But every writer starts to grow up at some point. This is a business. We’re professionals. We can't afford to play. Does it have a hook? Is it marketable? Is it mainstream? Will it sell? The professional writer needs to consider such things.
I wonder though, if in our effort to transform into professional, publishable authors, we get a few things backwards. If playing is perhaps just as essential as being marketable.
Let me back up for a moment, here, and try to define "playing." Because anyone can say, "Oh yes, I play. Look! I'll put an adverb in. I REALLY like to play. See? Gosh, that was fun. Now if you'll excuse me, I need to go edit it out."
That's not what I mean by playing. I don't mean indulging oneself every so often. I'm talking that absolutely ridiculous plot you’ve had floating around in your head for ages—you know, the one with the octopus apocalypse? The one nobody but you would enjoy? Writing it would be a complete waste, and of course you’ll never bother. But it’s just fun to think about.
Have you ever had one of those ideas? I did. It surfaced about three years ago, when I revolutionized my writing process to reduce self-induced pressure. I decided to simplify. Take a break. In the past, I always pressured myself to start the next project, but this time, I vowed to wait and let things play out naturally.
A month passed.
A second month passed.
I got a little antsy. Still, no serious ideas came to me. I toyed but none stuck. True to my vow, I let them go and continued waiting.
A third month passed.
I couldn’t bear not writing anymore. I was bored, and I was hungry, and I wanted story. I opened a word doc. In sheer desperation I wrote the beginning to one of my favorite daydreams--a mysterious flying girl who falls to earth.
It wasn’t high premise. It wasn’t serious at all. But it was fun. I was happy as a kid mucking around in a mud puddle. Like the Dread Pirate Roberts to Westley in Princess Bride, I finished each writing session thinking, “Made good progress today. Thoroughly enjoyed it. Might kill it in the morning.”
I never did kill it, though. The more I wrote, the better it got, and I finally had to admit MIRRORPASS was a real novel. And now it turns out MIRRORPASS is one of the most serious novels I’ve ever written. Of course I managed to conveniently forget I could ever be that unprofessional. Until now.
With this new year, I find myself faced with the dilemma once again: choose a serious project, or a fun project?
Was MIRRORPASS a one-time fluke, I wonder, or did I stumble upon something crucial, something true?
Here’s how I see it.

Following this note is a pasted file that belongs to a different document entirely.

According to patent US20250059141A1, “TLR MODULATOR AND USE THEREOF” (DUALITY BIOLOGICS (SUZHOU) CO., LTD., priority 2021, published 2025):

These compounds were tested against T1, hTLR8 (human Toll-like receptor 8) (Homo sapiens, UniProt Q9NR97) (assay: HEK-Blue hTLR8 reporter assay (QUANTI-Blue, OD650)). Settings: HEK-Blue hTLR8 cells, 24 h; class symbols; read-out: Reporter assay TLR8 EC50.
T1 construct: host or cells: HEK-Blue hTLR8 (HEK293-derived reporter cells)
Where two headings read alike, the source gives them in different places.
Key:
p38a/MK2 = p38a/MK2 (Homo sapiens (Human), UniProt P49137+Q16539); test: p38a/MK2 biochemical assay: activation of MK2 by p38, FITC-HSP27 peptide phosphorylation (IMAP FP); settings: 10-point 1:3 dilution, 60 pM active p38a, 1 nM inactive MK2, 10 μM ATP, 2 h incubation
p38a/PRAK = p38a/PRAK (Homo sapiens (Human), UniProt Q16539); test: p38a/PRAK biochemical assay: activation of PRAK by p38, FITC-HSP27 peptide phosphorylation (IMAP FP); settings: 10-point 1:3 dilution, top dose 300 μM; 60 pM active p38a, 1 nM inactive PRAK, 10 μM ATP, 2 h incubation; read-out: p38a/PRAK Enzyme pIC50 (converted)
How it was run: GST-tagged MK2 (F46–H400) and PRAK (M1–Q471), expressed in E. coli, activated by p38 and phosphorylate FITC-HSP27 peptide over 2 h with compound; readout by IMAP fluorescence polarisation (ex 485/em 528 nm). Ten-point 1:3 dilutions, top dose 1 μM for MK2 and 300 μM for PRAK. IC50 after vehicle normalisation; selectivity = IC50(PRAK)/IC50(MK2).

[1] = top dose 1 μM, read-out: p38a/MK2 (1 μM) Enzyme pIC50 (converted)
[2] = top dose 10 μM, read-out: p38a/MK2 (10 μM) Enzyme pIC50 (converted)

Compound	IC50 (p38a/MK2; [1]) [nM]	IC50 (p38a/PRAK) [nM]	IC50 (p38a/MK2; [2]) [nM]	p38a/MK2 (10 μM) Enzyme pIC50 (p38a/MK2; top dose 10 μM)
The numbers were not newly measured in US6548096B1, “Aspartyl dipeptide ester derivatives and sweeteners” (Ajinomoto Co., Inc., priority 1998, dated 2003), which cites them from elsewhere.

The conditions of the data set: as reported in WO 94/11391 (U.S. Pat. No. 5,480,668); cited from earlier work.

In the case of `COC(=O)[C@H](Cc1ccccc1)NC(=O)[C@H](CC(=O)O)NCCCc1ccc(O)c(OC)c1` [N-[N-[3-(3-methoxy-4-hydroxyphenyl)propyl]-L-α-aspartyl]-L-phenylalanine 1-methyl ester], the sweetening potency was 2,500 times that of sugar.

Playing frees you from all expectations.
When you’re “just playing,” you don’t expect the idea to go anywhere. Nobody ever needs to see it but you. It sets you free to explore. And though we often forget this, exploring is the whole point of a first draft.
It’s just for fun—which is why it IS fun.
Be honest. Sometimes, writing a novel because you want to get published sucks the actual fun out of writing. Writing is fun again when you write with the purpose of enjoying yourself. This is the story you'd tell yourself late at night, the story you want to read curled up by a fireplace when it snows outside. It doesn't matter if it's a Harry Potter ripoff or not, as long as you enjoy it.
Playing is full of possibility.
Some things, like evil scientists, are so clichéd that you just don’t write about them. But I happen to love evil scientists. MIRROPASS was like my fantasy novel, and I could do whatever I wanted with it, so I included evil scientists. And government chases. And crazy escapes. And special abilities. I felt free to do that because I knew this was my novel to have fun with.
A powerful end result.
The combination of these elements--the privacy, the freedom, the indulgence in possibility, the purity of writing what you enjoy and enjoying what you write--combine to create something explosive. Suddenly, this idea is serious. It is high concept. It is marketable.
How did that happen? If you look closely, “playing” is recommended by more than one rule of writing.
- Write what you know
- Write what you’re passionate about
- Write crappy first drafts
- If you don’t enjoy the story, readers won’t, either
- Turn off the internal editor
- BIC. (Don’t over-think it.)
I hear these rules all the time, and I’m sure you do, too. But I think we lose sight of what’s really being said here; that we need to stop worrying about being serious writers, and we need to just play. Enjoy ourselves. Just play.
Because when you play, you don't care about crappy first drafts; you write what you think about most often, and what you enjoy, what you're passionate it about; you don't care about the internal editor, and you're not overthinking.
You're having fun.
Who's to say, where it will take you?
All right gang, pitch in. Do you ever write that unmarketable idea just for fun? WAS it fun? Did you end up trunking it, or taking it seriously by the end? And even if you did trunk it, do you think it was worth it?
What do you all think about playing?
Truly and always,